Asset Allocation Inc.
The Asset Allocation Audit

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Decision Levels
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Decision Levels

Total Fund

Six decision levels and net cash flow typically account for a fund's entire change in value over the period selected for analysis.

Level 1 - Risk Free Return

An entire fund theoretically could be invested only in U.S. Treasury bills. This would offset inflation while accepting no investment risk whatsoever. Few responsible fiduciaries would support such a policy, but the value that can be added to a fund, risk free, provides a baseline for measuring the risk-related returns.

Level 2 - Primary Policy

In order to increase the fund's investment return, directors and trustees ultimately responsible for investment policy accept some risk and establish a strategic mix of diversified asset classes (e.g., stocks, bonds, real estate) as the investment policy. The expected investment return can be achieved through portfolios constructed to replicate the very benchmarks used in selecting the policy asset classes and their percentages. The additional value that would have been added if the primary investment policy had actually been precisely implemented is presented at this level.

Level 3 - Tactical Policy

The lead fiduciaries often delegate to management and staff the authority to depart from the primary long-term policy within a specified range. They can also allow narrower sub-class indices to be used in this second tier policy. These tactical decisions cause the fund's value to deviate from the primary policy outcome. Level 3 shows the value added or lost by these tactical policy decisions.

Level 4 - Implemented Policy

Various factors can cause the actual mix of asset classes to stray from the tactical policy as well. These include inconsistent benchmarking and inefficient rebalancing. This level of the Audit measures the effects of such departures from the tactical policy mix evaluated previously.

Level 5 - Selection of Managers

Previous decision levels have been evaluated by assuming only index-matching portfolios were used to accomplish the intentions of the fund sponsor's directors and in-house management. At this decision level, the Audit introduces the influence of active portfolio management. The common use of specialty managers implies an expectation that these managers can add some value by managing a portfolio of selected securities rather than by holding all the components of an index fund. This level measures the value added or diminished in each asset class by the manager selection process.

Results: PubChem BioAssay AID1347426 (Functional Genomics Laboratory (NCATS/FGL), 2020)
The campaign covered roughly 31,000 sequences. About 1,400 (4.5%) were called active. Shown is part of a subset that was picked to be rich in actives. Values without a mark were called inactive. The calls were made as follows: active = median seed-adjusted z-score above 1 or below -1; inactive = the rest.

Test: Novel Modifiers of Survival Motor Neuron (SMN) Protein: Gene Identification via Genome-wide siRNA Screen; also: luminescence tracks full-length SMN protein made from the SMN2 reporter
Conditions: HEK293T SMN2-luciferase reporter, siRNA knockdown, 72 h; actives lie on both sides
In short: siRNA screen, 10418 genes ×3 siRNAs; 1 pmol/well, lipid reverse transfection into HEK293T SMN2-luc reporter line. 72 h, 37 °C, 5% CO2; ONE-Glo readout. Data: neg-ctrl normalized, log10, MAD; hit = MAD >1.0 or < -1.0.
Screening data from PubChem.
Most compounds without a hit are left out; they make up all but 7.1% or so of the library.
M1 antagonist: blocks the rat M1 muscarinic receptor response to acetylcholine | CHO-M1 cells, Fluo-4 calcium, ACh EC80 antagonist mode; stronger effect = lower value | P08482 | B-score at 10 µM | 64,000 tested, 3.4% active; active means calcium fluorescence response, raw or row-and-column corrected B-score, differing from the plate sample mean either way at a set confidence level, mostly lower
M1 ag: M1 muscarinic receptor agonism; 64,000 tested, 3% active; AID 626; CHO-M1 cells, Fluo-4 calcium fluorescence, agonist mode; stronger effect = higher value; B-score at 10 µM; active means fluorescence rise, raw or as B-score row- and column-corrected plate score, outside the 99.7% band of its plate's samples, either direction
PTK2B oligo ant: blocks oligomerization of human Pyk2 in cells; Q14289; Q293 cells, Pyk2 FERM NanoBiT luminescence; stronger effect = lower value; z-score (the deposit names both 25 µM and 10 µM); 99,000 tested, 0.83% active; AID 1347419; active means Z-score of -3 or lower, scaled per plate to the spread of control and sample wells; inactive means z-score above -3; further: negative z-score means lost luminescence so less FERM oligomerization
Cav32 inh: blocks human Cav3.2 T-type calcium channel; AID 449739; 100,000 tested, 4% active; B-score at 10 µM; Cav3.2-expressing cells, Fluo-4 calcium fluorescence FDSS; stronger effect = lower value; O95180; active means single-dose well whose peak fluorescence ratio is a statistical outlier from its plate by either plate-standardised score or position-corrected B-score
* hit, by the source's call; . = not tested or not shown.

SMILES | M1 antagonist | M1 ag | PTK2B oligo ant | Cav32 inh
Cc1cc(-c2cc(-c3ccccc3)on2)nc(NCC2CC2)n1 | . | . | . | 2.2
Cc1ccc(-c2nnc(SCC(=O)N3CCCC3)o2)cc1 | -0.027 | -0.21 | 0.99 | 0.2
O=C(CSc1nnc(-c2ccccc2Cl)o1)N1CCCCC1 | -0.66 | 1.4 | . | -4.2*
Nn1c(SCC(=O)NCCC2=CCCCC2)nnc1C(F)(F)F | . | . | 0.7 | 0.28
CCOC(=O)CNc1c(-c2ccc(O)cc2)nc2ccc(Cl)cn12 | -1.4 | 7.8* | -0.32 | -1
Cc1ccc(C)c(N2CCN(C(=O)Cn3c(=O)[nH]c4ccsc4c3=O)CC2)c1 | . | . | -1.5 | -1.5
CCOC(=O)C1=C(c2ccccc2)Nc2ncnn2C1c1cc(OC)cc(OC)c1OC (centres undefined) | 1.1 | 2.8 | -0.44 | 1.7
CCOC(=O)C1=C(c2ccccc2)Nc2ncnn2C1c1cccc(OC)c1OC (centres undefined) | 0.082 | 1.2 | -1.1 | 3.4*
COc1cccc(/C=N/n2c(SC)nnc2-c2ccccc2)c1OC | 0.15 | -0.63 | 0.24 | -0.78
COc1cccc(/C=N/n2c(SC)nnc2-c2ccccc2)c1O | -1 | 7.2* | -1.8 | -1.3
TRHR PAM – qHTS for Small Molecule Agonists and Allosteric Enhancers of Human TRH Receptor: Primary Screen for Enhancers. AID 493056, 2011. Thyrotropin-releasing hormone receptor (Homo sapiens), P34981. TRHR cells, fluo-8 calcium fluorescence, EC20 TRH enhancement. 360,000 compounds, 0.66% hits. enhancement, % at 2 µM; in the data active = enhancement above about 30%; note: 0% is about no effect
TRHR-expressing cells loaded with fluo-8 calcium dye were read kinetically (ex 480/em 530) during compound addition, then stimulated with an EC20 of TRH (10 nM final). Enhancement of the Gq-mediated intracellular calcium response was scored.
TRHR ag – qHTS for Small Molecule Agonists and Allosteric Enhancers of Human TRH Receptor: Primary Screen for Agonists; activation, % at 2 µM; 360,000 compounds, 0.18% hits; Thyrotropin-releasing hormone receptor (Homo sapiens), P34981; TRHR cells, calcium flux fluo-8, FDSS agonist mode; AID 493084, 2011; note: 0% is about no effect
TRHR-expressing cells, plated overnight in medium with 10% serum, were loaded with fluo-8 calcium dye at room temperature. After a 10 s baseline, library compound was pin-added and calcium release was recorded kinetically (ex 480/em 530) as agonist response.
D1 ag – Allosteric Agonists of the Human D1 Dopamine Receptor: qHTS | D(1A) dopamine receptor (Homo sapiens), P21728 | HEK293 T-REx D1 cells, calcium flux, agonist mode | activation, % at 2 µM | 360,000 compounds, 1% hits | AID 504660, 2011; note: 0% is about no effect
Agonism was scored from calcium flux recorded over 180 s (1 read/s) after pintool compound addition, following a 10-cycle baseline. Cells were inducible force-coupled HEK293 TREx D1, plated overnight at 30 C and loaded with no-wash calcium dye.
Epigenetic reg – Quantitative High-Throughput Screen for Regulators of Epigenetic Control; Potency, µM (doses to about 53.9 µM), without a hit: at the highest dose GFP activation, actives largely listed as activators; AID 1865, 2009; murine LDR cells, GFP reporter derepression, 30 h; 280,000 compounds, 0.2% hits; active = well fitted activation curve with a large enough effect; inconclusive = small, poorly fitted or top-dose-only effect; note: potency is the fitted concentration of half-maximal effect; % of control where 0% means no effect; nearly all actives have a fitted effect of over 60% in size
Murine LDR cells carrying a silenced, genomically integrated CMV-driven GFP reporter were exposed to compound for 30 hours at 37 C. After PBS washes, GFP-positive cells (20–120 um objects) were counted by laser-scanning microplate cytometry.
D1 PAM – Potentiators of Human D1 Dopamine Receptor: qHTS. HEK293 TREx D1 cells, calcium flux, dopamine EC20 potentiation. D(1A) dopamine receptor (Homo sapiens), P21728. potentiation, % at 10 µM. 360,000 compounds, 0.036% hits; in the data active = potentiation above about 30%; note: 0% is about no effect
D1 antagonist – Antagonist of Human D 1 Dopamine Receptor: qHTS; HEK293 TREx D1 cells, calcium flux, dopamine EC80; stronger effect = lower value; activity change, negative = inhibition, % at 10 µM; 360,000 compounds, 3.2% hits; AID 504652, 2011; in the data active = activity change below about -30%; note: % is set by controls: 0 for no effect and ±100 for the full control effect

Level 6 - Allocation Among Managers

A second aspect of the management of managers involves funding decisions. For various reasons the sponsoring organization's appraisal of the managers in any group is seldom neutral. As a result, the portfolios tend to be assigned varying portions of the assets allocated to their respective asset classes.

This non-equality produces beneficial results when a manager with an above-average allocation of assets generates above-average returns, or when a below-average allocation goes to a below-average manager. Potential value is lost when under-weighted managers produce above-average returns and when over-weighted managers fall short. This decision level measures the outcomes.

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The Asset Allocation Audit processes portfolio management results with the same methodology used to evaluate the management of the fund as a whole. It separates the values added or diminished by the four major determinants of a portfolio's return. The effects of each decision group are presented in dollar terms as value added or diminished from their passive alternatives.

Benchmark Return

Passively maintained index funds are vehicles with which sponsors can achieve benchmark returns. These index returns are the performance standards against which active managers are measured. The benchmark component is separated because it is essentially mandated by the sponsor. It represents the value a benchmark portfolio would have added without the manager's involvement.

Manager's Market Timing

This level tracks the outcomes from the portfolio manager's decisions not to maintain the same mix of asset classes as does the benchmark against which the portfolio is measured. One example is that of an equity manager changing the portion of a portfolio held in cash reserves. Another is a bond fund manager's shifting of maturities in anticipation of interest rate trends. The net dollar effect on the portfolio's value from these tactical decisions is measured here.

Manager's Security Selection

Theoretically, a manager could maintain a portfolio of securities that replicated the benchmark. Instead, the manager uses professional judgment to select particular securities and weight them in ways that differ from the makeup of the benchmark index. This attempt to enhance the portfolio rate of return produces differences that are measured at this level. They reveal the effectiveness of the manager's efforts to select above-average investment opportunities for the portfolio.

Management Fees

The Asset Allocation Audit isolates all fees associated with portfolio management as a negative component of the total return. The dollar impact of fees is presented as a separate item in the Value Added Summary.


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